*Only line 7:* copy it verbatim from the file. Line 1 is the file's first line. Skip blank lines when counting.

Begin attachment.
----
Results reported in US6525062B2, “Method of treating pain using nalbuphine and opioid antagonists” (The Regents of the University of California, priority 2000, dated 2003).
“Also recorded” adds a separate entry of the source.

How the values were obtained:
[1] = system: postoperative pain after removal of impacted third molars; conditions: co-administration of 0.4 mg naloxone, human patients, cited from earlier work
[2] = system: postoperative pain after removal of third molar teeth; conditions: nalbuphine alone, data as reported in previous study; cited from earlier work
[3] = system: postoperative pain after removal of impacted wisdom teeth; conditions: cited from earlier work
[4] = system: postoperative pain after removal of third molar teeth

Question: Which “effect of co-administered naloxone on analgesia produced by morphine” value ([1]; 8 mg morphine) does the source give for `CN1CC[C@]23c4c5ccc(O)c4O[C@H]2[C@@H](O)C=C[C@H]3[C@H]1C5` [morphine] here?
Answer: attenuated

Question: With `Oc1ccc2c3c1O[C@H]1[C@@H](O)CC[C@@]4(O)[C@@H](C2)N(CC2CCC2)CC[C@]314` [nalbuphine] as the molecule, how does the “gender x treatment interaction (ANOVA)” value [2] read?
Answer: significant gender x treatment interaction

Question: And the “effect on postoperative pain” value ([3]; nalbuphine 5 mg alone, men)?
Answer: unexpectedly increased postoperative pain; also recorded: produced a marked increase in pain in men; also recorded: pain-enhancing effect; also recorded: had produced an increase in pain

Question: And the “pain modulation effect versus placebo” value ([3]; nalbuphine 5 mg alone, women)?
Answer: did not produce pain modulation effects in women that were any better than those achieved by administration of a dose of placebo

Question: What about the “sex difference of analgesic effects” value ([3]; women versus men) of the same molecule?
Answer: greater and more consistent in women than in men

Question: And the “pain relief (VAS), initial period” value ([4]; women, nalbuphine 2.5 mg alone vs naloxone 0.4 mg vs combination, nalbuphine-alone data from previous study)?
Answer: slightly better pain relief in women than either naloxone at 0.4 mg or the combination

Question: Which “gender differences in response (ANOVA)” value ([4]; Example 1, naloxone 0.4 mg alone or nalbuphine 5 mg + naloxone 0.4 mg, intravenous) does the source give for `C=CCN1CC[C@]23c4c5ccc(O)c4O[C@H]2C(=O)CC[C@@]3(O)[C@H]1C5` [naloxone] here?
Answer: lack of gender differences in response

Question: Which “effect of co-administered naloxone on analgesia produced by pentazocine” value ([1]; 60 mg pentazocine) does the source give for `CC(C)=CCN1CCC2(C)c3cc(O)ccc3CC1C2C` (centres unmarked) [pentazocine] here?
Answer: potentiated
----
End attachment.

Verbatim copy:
[4] = system: postoperative pain after removal of third molar teeth